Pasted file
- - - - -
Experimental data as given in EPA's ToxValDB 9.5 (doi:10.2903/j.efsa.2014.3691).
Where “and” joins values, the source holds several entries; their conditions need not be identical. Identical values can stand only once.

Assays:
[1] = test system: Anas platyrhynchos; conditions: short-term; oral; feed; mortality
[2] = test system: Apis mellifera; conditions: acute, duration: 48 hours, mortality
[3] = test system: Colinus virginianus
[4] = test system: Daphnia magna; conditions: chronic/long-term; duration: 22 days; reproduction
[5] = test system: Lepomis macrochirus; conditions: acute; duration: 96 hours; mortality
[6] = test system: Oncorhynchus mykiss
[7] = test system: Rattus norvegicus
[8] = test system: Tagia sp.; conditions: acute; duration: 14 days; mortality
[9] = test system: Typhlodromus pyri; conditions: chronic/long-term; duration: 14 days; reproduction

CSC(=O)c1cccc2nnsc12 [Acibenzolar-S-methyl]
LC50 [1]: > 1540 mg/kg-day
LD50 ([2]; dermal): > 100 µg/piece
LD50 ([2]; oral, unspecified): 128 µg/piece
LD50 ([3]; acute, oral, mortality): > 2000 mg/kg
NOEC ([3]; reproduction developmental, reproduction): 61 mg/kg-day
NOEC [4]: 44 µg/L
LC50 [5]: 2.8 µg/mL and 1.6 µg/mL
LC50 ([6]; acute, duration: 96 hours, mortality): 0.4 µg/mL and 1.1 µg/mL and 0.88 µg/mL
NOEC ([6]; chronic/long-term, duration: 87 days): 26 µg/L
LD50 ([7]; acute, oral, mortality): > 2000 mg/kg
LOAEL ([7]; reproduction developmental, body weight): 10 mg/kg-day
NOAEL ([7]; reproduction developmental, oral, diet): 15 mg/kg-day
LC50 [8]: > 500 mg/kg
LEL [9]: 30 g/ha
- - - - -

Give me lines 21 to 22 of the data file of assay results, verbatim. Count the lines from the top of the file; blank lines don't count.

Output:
LC50 ([6]; acute, duration: 96 hours, mortality): 0.4 µg/mL and 1.1 µg/mL and 0.88 µg/mL
NOEC ([6]; chronic/long-term, duration: 87 days): 26 µg/L